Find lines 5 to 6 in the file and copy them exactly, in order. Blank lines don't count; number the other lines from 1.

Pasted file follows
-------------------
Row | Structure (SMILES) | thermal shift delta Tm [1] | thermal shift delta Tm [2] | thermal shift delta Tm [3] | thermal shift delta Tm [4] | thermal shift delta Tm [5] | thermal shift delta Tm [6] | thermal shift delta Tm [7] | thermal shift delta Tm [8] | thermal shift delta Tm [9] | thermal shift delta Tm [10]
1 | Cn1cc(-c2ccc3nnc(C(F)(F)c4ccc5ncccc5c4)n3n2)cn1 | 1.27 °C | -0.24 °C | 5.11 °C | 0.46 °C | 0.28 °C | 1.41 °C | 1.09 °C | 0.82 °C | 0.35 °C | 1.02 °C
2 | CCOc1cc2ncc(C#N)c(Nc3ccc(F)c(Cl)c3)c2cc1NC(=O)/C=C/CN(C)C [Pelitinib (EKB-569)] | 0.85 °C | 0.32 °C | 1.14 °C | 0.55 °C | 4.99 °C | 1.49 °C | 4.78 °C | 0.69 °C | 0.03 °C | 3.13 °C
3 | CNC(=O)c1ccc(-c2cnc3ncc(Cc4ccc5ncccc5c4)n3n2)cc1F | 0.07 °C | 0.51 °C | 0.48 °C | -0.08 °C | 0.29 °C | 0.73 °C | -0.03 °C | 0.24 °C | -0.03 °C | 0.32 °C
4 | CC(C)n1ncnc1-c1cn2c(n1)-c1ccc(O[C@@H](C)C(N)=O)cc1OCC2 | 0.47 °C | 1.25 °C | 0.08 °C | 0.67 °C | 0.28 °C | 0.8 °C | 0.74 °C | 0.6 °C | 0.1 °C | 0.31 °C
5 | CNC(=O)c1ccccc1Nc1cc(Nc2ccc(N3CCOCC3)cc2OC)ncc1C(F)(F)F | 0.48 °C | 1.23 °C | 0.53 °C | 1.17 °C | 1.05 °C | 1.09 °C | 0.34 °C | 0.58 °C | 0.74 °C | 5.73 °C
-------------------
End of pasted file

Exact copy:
4 | CC(C)n1ncnc1-c1cn2c(n1)-c1ccc(O[C@@H](C)C(N)=O)cc1OCC2 | 0.47 °C | 1.25 °C | 0.08 °C | 0.67 °C | 0.28 °C | 0.8 °C | 0.74 °C | 0.6 °C | 0.1 °C | 0.31 °C
5 | CNC(=O)c1ccccc1Nc1cc(Nc2ccc(N3CCOCC3)cc2OC)ncc1C(F)(F)F | 0.48 °C | 1.23 °C | 0.53 °C | 1.17 °C | 1.05 °C | 1.09 °C | 0.34 °C | 0.58 °C | 0.74 °C | 5.73 °C